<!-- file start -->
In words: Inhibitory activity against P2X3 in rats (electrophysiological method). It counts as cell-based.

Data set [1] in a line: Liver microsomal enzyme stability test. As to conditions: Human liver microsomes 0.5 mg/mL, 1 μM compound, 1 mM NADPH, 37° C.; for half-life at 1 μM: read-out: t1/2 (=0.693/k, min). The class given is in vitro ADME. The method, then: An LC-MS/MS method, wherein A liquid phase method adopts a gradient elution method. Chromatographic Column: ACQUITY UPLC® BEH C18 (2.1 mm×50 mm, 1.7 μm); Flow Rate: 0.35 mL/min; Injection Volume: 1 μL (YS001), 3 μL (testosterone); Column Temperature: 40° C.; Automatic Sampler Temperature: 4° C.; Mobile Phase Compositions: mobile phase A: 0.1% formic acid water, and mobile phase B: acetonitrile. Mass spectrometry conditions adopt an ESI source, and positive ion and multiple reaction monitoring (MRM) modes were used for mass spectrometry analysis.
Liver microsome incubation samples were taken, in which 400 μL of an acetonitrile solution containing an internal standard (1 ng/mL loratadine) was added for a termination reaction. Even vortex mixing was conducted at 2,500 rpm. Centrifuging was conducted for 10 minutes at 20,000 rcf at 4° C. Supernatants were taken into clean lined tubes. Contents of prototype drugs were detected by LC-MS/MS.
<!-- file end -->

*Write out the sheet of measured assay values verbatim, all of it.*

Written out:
In words: Inhibitory activity against P2X3 in rats (electrophysiological method). It counts as cell-based.

Data set [1] in a line: Liver microsomal enzyme stability test. As to conditions: Human liver microsomes 0.5 mg/mL, 1 μM compound, 1 mM NADPH, 37° C.; for half-life at 1 μM: read-out: t1/2 (=0.693/k, min). The class given is in vitro ADME. The method, then: An LC-MS/MS method, wherein A liquid phase method adopts a gradient elution method. Chromatographic Column: ACQUITY UPLC® BEH C18 (2.1 mm×50 mm, 1.7 μm); Flow Rate: 0.35 mL/min; Injection Volume: 1 μL (YS001), 3 μL (testosterone); Column Temperature: 40° C.; Automatic Sampler Temperature: 4° C.; Mobile Phase Compositions: mobile phase A: 0.1% formic acid water, and mobile phase B: acetonitrile. Mass spectrometry conditions adopt an ESI source, and positive ion and multiple reaction monitoring (MRM) modes were used for mass spectrometry analysis.
Liver microsome incubation samples were taken, in which 400 μL of an acetonitrile solution containing an internal standard (1 ng/mL loratadine) was added for a termination reaction. Even vortex mixing was conducted at 2,500 rpm. Centrifuging was conducted for 10 minutes at 20,000 rcf at 4° C. Supernatants were taken into clean lined tubes. Contents of prototype drugs were detected by LC-MS/MS.